MONTE RIO centers on four “harmless goofballs,” known as the Russian River Society of Pirates and Thieves, who revel in a big kid game of espionage played with state-of-the-art surveillance equipment.
Each summer, the Pirates spy on wealthy elite members and guests of San Francisco’s Bohemian Club during their annual gathering amid old-growth redwoods at the Club’s private campground. Bohemian Grove is in the “backyard” of the Pirates’ tiny hometown of Monte Rio. Club, campground, and community are real as is the annual bash, its secretive nature, and the political protesters it attracts. The novel depicts billionaires and world leaders glamping on a grand scale with private chefs and the freedom to indulge in bad behavior. Instead of having an “axe to grind” with the Bohos, the Pirates enjoy pitting “wits against the multitude of government agencies” who secure Bohemian Grove. The FBI is alone in viewing the Pirates’ skills as an opportunity instead of a risk. So, FBI Agent Teddy Swan coerces them into working with his agency.
Teddy is one of the novel’s many well-defined and appealingly quirky characters. He’s covered with tattoos, wears his blond hair in Rasta braids, and willingly dresses in pirate costume for a boat journey to Bohemian Grove’s beach along with the Pirates unofficial leader, Butler, a former Vietnam War sniper who is nonviolent and still nimble enough to climb redwoods at 70. Another crew member is the Pirates’ money man — a huge, jolly, former linebacker and millionaire Silicon Valley retiree who looks like Forest Whitaker. “Radio geek,” Jeremy, is a bib-overall-clad, supermarket produce manager who wouldn’t mind getting arrested by the NSA so he can ask equipment questions. The team’s data tracker is high school math teacher Philip, a 30-year-old pothead going on 18. The story’s arch villain is Señor Silva, an Afghan formerly with the KGB but now a mercenary assassin pretending to be from Brazil.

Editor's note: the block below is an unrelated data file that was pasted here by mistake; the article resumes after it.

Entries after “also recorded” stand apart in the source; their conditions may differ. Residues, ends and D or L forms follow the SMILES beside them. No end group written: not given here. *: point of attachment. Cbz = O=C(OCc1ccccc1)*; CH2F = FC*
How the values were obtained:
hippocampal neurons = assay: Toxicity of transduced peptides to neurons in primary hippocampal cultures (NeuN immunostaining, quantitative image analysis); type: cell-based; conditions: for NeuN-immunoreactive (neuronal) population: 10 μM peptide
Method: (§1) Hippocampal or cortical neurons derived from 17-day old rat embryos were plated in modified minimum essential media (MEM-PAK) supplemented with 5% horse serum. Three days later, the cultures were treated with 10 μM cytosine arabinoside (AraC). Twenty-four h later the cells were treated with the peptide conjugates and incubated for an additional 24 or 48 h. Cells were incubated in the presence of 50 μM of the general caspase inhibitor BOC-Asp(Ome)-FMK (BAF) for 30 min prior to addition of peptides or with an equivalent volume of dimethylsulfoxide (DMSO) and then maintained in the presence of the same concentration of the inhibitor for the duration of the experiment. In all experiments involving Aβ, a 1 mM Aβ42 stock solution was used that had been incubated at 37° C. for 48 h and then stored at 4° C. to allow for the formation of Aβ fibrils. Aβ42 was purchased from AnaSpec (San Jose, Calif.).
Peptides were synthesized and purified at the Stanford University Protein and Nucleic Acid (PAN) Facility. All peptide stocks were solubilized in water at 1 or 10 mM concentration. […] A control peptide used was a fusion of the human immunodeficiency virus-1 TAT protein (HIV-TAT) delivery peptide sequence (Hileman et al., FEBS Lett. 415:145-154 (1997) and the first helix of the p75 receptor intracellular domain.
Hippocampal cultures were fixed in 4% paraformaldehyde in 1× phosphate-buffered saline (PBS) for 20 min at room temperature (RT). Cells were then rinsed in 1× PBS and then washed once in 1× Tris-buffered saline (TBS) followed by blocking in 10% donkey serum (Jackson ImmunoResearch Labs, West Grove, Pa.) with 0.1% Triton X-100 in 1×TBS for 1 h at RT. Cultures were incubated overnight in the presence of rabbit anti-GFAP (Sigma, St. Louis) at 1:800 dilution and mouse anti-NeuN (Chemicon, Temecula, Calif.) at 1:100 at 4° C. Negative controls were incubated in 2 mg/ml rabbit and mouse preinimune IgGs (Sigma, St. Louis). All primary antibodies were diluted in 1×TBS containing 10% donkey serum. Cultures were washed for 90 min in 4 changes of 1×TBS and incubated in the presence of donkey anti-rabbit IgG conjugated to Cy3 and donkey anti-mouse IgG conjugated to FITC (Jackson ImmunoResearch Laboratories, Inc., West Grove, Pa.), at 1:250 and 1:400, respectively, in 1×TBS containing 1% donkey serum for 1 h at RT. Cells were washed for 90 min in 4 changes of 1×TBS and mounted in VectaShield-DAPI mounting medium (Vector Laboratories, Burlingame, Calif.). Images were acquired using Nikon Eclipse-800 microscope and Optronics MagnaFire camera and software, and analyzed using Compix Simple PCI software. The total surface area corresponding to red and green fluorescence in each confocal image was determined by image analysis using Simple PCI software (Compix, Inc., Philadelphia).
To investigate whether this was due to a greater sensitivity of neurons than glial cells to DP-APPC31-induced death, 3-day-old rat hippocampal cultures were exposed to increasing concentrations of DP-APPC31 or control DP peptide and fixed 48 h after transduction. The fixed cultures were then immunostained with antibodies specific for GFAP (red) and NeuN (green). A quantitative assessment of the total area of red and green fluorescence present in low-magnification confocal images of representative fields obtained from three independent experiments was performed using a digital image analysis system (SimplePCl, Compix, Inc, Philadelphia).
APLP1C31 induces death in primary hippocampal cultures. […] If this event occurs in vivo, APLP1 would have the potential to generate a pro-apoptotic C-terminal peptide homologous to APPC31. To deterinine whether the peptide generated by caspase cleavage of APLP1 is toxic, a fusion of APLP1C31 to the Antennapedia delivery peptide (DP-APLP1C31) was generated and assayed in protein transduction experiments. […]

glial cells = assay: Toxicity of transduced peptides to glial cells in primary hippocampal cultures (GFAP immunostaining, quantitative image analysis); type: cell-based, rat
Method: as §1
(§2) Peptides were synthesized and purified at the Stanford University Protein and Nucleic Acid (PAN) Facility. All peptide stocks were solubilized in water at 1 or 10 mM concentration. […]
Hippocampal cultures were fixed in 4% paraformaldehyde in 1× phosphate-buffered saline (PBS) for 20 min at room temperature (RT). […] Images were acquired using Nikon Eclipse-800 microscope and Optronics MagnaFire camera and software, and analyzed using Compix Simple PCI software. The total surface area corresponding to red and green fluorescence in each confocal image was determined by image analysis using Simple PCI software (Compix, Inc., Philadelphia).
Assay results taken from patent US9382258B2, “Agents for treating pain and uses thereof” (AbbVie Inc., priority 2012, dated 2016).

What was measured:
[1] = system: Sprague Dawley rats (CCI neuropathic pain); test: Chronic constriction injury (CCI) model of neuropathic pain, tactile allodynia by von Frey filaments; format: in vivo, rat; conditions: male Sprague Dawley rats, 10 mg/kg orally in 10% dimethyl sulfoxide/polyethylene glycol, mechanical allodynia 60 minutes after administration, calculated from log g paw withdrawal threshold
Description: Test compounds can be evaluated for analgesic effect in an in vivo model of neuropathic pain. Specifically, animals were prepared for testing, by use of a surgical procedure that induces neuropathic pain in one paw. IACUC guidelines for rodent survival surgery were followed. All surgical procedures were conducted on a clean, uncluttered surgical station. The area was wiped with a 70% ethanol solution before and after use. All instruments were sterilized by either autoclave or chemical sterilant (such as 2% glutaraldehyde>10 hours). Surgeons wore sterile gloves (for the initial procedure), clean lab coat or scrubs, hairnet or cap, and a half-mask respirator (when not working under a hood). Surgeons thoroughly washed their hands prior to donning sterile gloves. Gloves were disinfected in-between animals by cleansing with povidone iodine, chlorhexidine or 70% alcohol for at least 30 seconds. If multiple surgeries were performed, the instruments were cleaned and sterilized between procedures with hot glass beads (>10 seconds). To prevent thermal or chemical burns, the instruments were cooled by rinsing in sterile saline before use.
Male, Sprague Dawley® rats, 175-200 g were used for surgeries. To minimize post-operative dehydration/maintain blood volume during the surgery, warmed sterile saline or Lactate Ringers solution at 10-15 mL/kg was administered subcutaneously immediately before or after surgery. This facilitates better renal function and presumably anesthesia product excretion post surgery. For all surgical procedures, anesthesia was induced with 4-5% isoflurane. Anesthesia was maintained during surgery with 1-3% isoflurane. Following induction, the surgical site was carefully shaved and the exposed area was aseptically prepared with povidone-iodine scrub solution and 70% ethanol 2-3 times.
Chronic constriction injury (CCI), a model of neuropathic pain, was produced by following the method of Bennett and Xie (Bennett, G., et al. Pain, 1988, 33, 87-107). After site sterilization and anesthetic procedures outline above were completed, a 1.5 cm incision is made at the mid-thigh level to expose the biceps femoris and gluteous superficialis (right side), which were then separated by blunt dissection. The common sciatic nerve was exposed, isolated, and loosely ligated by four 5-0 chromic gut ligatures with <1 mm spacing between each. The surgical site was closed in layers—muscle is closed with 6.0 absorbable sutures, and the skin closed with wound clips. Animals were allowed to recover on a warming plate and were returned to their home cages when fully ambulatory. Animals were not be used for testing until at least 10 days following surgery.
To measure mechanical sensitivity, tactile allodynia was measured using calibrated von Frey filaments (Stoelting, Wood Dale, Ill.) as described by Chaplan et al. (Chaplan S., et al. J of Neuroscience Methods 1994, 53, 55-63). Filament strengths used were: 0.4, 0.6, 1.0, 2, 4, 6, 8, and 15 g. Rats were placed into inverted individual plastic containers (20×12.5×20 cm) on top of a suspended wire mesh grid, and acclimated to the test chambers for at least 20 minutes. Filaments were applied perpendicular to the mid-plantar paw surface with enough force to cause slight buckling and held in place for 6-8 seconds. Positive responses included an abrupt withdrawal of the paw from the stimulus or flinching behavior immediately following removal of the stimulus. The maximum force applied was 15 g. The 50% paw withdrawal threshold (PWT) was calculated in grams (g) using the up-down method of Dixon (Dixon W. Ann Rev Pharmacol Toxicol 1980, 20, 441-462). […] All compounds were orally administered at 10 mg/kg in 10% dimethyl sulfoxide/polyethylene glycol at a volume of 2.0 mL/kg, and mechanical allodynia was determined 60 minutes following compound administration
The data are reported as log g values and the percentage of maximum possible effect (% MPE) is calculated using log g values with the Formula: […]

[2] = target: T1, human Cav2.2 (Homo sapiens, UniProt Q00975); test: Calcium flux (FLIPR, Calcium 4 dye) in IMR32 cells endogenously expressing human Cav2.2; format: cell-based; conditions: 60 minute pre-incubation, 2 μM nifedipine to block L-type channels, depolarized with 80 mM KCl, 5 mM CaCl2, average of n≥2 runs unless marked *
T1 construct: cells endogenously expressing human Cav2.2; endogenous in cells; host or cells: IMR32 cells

Joseph (To Kill the Potemkin) keeps his large, complicated cast moving at a rapid clip without confusion. Even though the story heads toward deadly serious action, he manages to juxtapose threat with Monte Rio’s slow, woodsy ambiance. He creates a place where the evening air turns “to silk” and exudes the fragrance of “embers and pine” as well as danger.
Mark Joseph deftly combines dark humor with danger in MONTE RIO, an intoxicating blend of blend of tomfoolery, dark humor and suspense.
~Alicia Rudnicki for Indie Reader